Discovering Turkish Drama

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My initiation into Turkish drama came lately with a recommendation from my sister in law who encouraged us to watch “Ertugrul“, the leader of the Kayi Tribe and Turkish warrior whose son Othman was the founder of the Ottoman Empire. I must confess that I was hesitant, but as we had nothing to do with the onset of the Coronavirus in Jan 2020, my wife and I didn’t think it would do any harm by giving it a go.

Big mistake.

We were hooked! Although it took us some time to get over the glaring production mistakes, story disconnects, and the fantastic detours the director decided to take in the first season especially, not to mention the clearly bad acting from the cast and – most importantly and annoyingly – having to actually pay attention as neither of us spoke Turkish so we had to read the subtitles, the strong story and the history associated with it as well as the Muslim pride that you feel as you follow it allowed us to get over those deficiencies and really enjoy the series.

Thing is, Dirilis Ertugrul goes on for about 450 episodes of about 40 minutes each in 5 series. But we watch it. Every single episode. And I must confess, sometimes we binged it too.

It was that good.

Once it was over, we promised each other that we will take a break from television and do anything but watch another series. And as “Dirilis Osman” the sequel to Ertugul was not available on Netflix, we thought that promise would be kept.

For about a day.

Or maybe less!

We found a Turkish streaming service called Esheeq – as they write it – which translated to Arabic as love or passion. I have no idea why that name was chosen, and it wasn’t going to stop us form streaming Osman, whose every episode was 2.5 hours long. Yes, 150 minutes, you read that right. The series went on for 26 episodes.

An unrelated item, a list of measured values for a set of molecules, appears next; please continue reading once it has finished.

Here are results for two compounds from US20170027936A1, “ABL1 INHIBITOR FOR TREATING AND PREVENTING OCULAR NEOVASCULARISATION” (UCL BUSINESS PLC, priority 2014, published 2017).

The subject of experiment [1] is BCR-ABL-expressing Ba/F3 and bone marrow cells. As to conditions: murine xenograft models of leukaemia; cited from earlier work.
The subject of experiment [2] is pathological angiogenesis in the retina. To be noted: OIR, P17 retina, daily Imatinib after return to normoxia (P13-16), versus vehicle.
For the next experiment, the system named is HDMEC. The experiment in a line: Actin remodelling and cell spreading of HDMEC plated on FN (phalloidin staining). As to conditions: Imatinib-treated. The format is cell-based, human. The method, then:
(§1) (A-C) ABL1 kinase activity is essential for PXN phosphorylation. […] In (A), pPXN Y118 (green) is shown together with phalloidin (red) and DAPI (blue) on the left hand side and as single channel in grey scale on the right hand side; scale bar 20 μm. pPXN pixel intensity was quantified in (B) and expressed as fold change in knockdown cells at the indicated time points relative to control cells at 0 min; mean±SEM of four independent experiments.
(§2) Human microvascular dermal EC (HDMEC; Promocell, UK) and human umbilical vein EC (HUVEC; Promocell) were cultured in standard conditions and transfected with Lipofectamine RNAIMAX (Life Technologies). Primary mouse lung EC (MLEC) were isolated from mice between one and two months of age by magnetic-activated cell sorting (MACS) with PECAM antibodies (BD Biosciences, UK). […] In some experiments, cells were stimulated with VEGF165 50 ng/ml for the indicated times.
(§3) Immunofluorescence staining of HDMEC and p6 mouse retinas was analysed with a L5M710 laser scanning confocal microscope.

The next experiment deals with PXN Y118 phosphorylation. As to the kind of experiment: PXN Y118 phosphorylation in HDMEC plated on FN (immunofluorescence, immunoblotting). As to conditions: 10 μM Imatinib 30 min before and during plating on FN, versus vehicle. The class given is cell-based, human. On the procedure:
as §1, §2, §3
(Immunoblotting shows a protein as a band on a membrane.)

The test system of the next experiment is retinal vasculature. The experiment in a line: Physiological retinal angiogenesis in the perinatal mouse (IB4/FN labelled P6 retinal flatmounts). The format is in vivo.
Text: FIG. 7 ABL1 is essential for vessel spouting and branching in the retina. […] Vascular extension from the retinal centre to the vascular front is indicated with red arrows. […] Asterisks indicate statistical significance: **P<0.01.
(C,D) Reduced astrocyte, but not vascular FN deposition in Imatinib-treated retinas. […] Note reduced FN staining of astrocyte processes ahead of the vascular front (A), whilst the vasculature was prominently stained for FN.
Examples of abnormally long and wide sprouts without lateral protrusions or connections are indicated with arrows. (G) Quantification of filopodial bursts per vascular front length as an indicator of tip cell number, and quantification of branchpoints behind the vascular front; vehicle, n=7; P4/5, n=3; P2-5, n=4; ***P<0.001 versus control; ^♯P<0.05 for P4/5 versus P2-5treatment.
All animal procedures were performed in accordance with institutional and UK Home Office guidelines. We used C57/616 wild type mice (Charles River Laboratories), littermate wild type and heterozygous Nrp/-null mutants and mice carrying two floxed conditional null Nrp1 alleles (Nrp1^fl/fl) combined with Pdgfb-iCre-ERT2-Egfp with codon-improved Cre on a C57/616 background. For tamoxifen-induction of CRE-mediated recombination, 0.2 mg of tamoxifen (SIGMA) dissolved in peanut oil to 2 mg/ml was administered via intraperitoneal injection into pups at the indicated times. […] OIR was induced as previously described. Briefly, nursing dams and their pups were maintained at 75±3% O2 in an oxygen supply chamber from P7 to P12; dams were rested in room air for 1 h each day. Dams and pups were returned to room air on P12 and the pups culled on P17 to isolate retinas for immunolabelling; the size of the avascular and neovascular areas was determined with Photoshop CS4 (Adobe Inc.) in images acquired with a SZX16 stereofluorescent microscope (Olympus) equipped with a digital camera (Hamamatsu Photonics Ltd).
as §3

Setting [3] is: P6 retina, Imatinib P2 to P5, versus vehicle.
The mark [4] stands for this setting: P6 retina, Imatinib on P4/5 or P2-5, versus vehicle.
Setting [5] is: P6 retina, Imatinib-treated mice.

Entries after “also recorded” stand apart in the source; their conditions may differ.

We obliterated quickly. The cinematography was better than Ertugrul; however, the story, structure, and acting was actually not as good as its predecessor. We did enjoy it though and await the release of the second season. We searched, but we couldn’t find any reference that suggests that a second season was coming.

For me to sit in front of a TV for hours to watch these things is something I didn’t expect. Yes like a lot of you I don’t mind binging once in a while, and all of my previous experiences were limited to a few hours at best.

Our enthusiasm for these dramas got us to talk to many of our friends and relatives about the shows we watched. It was a pleasant surprise to find out that we actually aren’t unique in that sense other than to discover that we are quite late to the game!

When discussing the show with my brother Jamal one day he scoffed. And made fun of the acting and the other creative and technical shortcoming, just like I have, but he did suggest that we watch another Turkish series which he thought is of a much higher calibre. That series is Vatanim Sensin – translating to Arabic as أنت وطني or You are My Nation, but in English the series was actually called Wounded Love. Regardless of which name it carries as you watch it, believe me, it is so worth watching!

We are so hooked.

Vatanim Sensin is a period drama of the events that transpired from the breakup of the Ottoman Empire through to the Wars of Independence in 1923. The leading stars are Halt Ergenç who plays the leading role of General Cevdet and his (real and film) wife Bergüzar Korel. General Cevdet was a Turkish spy who managed to infiltrate the highest ranks of the Greek army. The struggles he, his wife and family have to go through while he has to maintain his secret identity – hidden even from his wife – is tremendous and pulls you to root for him and his success throughout. I can see that the series is based on historical facts and the characters were based on real personalities.

I’m surprised by the depth and breadth of the Turkish film industry and am rather pleased by it too. I’m glad that I have a number of series that I can watch which are close to my own culture, and are of a technical and creative genre that far outweighs what we have in the Gulf and Middle East in General. My hope is that they will infect our creative circles and encourage our filmmakers and scriptwriters to come up with something like these that we can be proud of.

Well done Turkey!

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Discovering Turkish Drama